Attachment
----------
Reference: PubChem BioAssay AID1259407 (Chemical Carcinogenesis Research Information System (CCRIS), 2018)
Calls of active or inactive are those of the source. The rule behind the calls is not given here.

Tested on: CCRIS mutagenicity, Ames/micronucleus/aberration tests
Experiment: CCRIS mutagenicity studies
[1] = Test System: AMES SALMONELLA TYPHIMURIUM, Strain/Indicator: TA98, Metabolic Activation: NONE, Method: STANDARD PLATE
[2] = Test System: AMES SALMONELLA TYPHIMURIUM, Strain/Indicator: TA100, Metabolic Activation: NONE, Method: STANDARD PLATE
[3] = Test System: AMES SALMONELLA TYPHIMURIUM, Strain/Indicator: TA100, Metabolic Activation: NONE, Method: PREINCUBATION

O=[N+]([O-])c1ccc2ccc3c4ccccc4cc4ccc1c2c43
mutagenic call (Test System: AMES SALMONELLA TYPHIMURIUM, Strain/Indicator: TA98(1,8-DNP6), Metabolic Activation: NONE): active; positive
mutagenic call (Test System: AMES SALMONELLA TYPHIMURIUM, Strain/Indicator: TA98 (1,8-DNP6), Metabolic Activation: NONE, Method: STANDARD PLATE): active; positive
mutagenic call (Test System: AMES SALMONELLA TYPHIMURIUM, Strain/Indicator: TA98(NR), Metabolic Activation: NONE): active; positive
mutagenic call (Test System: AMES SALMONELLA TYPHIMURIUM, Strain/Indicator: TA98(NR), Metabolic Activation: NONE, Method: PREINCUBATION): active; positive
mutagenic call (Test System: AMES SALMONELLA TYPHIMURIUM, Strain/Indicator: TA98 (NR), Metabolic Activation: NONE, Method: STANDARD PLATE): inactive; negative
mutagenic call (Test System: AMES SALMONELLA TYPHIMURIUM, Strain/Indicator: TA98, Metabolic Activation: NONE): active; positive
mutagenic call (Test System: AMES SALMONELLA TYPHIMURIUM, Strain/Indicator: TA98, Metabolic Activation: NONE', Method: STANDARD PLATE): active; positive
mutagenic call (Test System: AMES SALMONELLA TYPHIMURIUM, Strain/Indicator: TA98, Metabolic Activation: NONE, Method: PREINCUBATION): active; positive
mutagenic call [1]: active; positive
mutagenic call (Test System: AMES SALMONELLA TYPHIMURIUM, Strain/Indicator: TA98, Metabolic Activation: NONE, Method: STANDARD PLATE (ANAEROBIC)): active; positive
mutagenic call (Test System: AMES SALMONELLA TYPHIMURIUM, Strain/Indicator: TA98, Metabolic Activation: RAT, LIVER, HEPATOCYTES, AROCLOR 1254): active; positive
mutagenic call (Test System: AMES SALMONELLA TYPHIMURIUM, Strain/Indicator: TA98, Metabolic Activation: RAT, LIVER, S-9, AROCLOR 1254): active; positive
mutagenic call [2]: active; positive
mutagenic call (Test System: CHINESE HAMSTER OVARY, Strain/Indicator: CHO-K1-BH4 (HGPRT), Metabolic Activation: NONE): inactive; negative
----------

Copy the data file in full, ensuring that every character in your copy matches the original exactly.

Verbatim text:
Reference: PubChem BioAssay AID1259407 (Chemical Carcinogenesis Research Information System (CCRIS), 2018)
Calls of active or inactive are those of the source. The rule behind the calls is not given here.

Tested on: CCRIS mutagenicity, Ames/micronucleus/aberration tests
Experiment: CCRIS mutagenicity studies
[1] = Test System: AMES SALMONELLA TYPHIMURIUM, Strain/Indicator: TA98, Metabolic Activation: NONE, Method: STANDARD PLATE
[2] = Test System: AMES SALMONELLA TYPHIMURIUM, Strain/Indicator: TA100, Metabolic Activation: NONE, Method: STANDARD PLATE
[3] = Test System: AMES SALMONELLA TYPHIMURIUM, Strain/Indicator: TA100, Metabolic Activation: NONE, Method: PREINCUBATION

O=[N+]([O-])c1ccc2ccc3c4ccccc4cc4ccc1c2c43
mutagenic call (Test System: AMES SALMONELLA TYPHIMURIUM, Strain/Indicator: TA98(1,8-DNP6), Metabolic Activation: NONE): active; positive
mutagenic call (Test System: AMES SALMONELLA TYPHIMURIUM, Strain/Indicator: TA98 (1,8-DNP6), Metabolic Activation: NONE, Method: STANDARD PLATE): active; positive
mutagenic call (Test System: AMES SALMONELLA TYPHIMURIUM, Strain/Indicator: TA98(NR), Metabolic Activation: NONE): active; positive
mutagenic call (Test System: AMES SALMONELLA TYPHIMURIUM, Strain/Indicator: TA98(NR), Metabolic Activation: NONE, Method: PREINCUBATION): active; positive
mutagenic call (Test System: AMES SALMONELLA TYPHIMURIUM, Strain/Indicator: TA98 (NR), Metabolic Activation: NONE, Method: STANDARD PLATE): inactive; negative
mutagenic call (Test System: AMES SALMONELLA TYPHIMURIUM, Strain/Indicator: TA98, Metabolic Activation: NONE): active; positive
mutagenic call (Test System: AMES SALMONELLA TYPHIMURIUM, Strain/Indicator: TA98, Metabolic Activation: NONE', Method: STANDARD PLATE): active; positive
mutagenic call (Test System: AMES SALMONELLA TYPHIMURIUM, Strain/Indicator: TA98, Metabolic Activation: NONE, Method: PREINCUBATION): active; positive
mutagenic call [1]: active; positive
mutagenic call (Test System: AMES SALMONELLA TYPHIMURIUM, Strain/Indicator: TA98, Metabolic Activation: NONE, Method: STANDARD PLATE (ANAEROBIC)): active; positive
mutagenic call (Test System: AMES SALMONELLA TYPHIMURIUM, Strain/Indicator: TA98, Metabolic Activation: RAT, LIVER, HEPATOCYTES, AROCLOR 1254): active; positive
mutagenic call (Test System: AMES SALMONELLA TYPHIMURIUM, Strain/Indicator: TA98, Metabolic Activation: RAT, LIVER, S-9, AROCLOR 1254): active; positive
mutagenic call [2]: active; positive
mutagenic call (Test System: CHINESE HAMSTER OVARY, Strain/Indicator: CHO-K1-BH4 (HGPRT), Metabolic Activation: NONE): inactive; negative